In the absence of a valid ID code, the second device 10.2 proceeds with actions of the next step, i.e. then writing the received ID code onto its EEPROM 12, sending back an “ID assigned” message to the master controller 90 after the ID code has been stored, and finally closing its relay 20 to re-connect, or extend the series circuits 101′/102′ to, the next i.e. third device 10.3 (box 212). The second device 10.2 has now been assigned with its own unique ID code.

The master controller 90 checks whether an “ID assigned” message is received from the network (from any connected devices 10 and this time specifically the second device 10.2) within a time-out period of 500 ms (box 213). In the affirmative, the master controller 90 will send another proprietary “start byte” command with the next ID code, i.e. the last ID code plus 1, to the network (box 209).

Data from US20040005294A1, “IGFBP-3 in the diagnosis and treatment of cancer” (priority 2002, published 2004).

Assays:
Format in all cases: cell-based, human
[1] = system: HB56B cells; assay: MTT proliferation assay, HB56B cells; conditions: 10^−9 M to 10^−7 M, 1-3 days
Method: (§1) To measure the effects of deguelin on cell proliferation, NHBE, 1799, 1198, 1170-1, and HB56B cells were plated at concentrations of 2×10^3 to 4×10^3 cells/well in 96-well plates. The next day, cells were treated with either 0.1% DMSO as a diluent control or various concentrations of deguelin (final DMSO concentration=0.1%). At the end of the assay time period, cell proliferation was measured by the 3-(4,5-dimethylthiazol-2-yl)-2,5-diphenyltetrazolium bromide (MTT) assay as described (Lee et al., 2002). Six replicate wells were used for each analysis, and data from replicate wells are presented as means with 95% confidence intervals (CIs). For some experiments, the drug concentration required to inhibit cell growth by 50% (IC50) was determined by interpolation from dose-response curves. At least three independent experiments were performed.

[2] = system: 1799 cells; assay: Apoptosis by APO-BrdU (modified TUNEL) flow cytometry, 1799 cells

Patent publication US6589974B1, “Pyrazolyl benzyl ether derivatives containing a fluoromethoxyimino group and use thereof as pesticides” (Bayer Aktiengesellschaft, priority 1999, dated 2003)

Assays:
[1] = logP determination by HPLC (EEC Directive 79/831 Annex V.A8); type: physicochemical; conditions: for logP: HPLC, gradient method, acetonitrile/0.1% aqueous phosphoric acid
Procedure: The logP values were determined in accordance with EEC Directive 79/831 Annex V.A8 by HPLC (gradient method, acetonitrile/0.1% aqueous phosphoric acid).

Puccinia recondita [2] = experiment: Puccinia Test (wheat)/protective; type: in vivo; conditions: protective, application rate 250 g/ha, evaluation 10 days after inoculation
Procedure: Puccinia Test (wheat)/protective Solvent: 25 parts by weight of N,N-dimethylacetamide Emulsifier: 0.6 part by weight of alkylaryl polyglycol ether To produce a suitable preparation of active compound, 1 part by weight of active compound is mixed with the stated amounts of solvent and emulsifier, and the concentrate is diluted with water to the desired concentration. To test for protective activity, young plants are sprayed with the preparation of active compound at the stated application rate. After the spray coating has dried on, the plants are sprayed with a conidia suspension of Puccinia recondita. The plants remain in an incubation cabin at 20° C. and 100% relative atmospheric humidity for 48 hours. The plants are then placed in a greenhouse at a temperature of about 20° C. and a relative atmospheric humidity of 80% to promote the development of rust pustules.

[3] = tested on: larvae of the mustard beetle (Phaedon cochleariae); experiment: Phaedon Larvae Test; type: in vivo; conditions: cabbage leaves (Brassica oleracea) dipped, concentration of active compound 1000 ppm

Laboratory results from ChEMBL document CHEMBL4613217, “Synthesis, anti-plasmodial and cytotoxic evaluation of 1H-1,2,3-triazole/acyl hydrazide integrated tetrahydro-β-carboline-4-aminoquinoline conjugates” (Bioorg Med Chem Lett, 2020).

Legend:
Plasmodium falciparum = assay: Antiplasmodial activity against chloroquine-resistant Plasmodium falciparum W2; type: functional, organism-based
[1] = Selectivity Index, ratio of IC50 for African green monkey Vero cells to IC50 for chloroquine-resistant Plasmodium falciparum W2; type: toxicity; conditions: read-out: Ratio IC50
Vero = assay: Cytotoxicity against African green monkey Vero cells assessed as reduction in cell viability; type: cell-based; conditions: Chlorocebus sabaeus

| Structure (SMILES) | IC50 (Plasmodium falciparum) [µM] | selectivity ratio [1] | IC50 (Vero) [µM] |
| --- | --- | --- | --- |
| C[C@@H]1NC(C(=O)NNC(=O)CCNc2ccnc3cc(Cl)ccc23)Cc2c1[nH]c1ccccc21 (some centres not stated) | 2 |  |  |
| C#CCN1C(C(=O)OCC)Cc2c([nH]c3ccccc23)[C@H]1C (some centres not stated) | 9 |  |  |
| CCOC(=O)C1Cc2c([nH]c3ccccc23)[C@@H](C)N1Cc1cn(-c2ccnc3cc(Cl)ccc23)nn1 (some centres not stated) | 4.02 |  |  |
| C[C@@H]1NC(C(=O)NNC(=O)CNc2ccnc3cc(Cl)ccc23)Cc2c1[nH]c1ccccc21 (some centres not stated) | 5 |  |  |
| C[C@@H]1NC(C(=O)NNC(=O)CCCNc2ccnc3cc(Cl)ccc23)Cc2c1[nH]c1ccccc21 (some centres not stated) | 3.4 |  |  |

All the devices now connected, i.e. the first to third devices 10.1 to 10.3, receive the next ID code (box 210). Each of them then checks whether itself has already been assigned with a valid ID code in the EEPROM 12 (box 211). As the first and second devices 10.1 and 10.2 already have their own ID codes, they will not accept any further ID codes, i.e. withholding from storing of any new ID code in their memories when the latter already holds an ID code.

Amongst all the devices having received a valid ID code, being the only one in need of the same, the third device 10.3 proceeds with storing up the received ID code, acknowledging with an “ID assigned” message and then re-establishing the connection to the next i.e. fourth device (box 212). The third device 10.3 acquires a unique ID code in the same manner as the second device 10.2 did as described above.